The exhibition The Seagull Constellation of the artist Pius Fox unites already in the title a variety of associations and readings. Accordingly diverse is his second exhibition in the gallery, in which he combines paintings on canvas, wood and aluminum, as well as works on paper, works made of glass and photographs in abstract and figurative manner.
The sound of screeching seagulls accompanied Pius Fox while he was working on his exhibition – even though his studio is located in the middle of Berlin and by no means along the coast. Great herring gulls, known as ›Hemerophile‹ (cultural followers), have been settling in the capital for several years. Far above the visible and audible birds, a diffuse nebula is found in the night sky not far from the star Sirius, whose cosmic clouds have a constellation with bird-like outlines and is called the Gull Nebula.
On the almost 10-meter-long wall in the back room of the gallery, Fox creates his very own cosmos. Works in a wide variety of formats hang together, sometimes isolated, sometimes in small groups. The artist plays with analogies and connecting lines that take up color gradients, forms, motifs, or even just distant associations. The apt title of a small-format work on aluminum is then also »Spur« (trace), on it perhaps a labyrinthine winding path, which the viewer may open up for themselves.
Arranged as if in a frieze, on the opposite wall hang framed drawings with graphic-looking formations sporadically interspersed with portraits. One falls out of line and leans on the windowsill: »Pablo (deconstruction of the Größenselbst)«. Yet the title of Fox’s work makes clear a thoroughly critical engagement with the universal artist, celebrated as a ›guiding star‹, in whose work countless birds (pigeons) also appear. Fascinated by the versatility and creative power of the artist, who worked as a painter, graphic artist, illustrator, ceramicist, stage designer, draftsman, etcher, and even poet, his self-image as a male artist can only be disconcerting today, 50 years after his death. Whether, in addition to the portrait, the glass work »Bruchstücke (die gefallene Wolke)« (Fragments (the fallen cloud) also arose from the preoccupation with Picasso: a conjecture. What is proven, however, is that Picasso, together with Georges Braque, refuted the illusion of the one stable view of the world through Cubism, and that from then on it was possible to take in all perspectives at once.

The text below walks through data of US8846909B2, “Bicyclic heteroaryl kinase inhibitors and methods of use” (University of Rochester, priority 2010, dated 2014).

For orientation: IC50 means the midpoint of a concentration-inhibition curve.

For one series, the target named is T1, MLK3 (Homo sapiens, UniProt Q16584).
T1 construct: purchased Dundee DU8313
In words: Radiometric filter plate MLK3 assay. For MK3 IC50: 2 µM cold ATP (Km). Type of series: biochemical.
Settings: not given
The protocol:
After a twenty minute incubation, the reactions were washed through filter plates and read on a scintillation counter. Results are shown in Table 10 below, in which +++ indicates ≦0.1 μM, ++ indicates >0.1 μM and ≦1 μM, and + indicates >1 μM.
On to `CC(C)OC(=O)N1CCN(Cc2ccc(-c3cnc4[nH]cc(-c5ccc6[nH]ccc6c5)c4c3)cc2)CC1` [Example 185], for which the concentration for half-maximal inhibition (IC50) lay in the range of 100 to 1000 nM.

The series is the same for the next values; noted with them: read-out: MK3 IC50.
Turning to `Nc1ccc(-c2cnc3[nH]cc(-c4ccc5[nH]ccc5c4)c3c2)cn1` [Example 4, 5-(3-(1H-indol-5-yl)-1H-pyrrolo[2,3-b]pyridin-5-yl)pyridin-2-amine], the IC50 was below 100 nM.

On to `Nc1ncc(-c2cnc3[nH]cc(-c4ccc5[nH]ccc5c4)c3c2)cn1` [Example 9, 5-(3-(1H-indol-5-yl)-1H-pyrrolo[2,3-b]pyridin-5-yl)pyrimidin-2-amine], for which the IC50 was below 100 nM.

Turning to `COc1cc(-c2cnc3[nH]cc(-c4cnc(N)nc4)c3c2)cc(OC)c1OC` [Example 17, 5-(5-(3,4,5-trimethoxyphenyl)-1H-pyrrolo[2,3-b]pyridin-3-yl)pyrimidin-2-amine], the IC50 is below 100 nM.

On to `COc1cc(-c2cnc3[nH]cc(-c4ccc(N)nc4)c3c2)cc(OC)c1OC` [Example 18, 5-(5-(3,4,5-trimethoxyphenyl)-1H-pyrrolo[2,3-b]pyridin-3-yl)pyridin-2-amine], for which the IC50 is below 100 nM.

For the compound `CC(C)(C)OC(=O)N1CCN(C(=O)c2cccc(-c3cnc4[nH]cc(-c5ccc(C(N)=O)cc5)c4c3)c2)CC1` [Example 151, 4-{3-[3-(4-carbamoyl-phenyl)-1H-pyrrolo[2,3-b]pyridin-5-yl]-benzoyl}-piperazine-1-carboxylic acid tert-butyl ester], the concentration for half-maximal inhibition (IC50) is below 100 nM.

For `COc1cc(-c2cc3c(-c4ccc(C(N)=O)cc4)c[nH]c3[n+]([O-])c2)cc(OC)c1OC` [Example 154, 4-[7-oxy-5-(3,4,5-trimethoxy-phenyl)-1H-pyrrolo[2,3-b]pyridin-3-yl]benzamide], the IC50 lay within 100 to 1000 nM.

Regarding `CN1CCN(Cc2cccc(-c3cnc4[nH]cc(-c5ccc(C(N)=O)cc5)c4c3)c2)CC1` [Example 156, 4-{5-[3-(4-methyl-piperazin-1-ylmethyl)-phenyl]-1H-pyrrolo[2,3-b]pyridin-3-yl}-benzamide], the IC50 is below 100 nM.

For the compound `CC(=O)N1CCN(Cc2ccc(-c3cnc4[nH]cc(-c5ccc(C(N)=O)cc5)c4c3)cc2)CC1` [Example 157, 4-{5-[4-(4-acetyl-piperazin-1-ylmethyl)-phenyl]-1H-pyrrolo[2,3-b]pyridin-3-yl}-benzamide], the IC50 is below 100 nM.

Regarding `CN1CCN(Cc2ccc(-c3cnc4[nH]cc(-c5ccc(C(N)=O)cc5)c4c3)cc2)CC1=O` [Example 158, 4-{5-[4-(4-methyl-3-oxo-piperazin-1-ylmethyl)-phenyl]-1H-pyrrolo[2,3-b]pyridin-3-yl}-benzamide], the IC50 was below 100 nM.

This unconditionally open view of the world, paired with curiosity and the joy of experimentation, can also be felt in the exhibition The Seagull Constellation.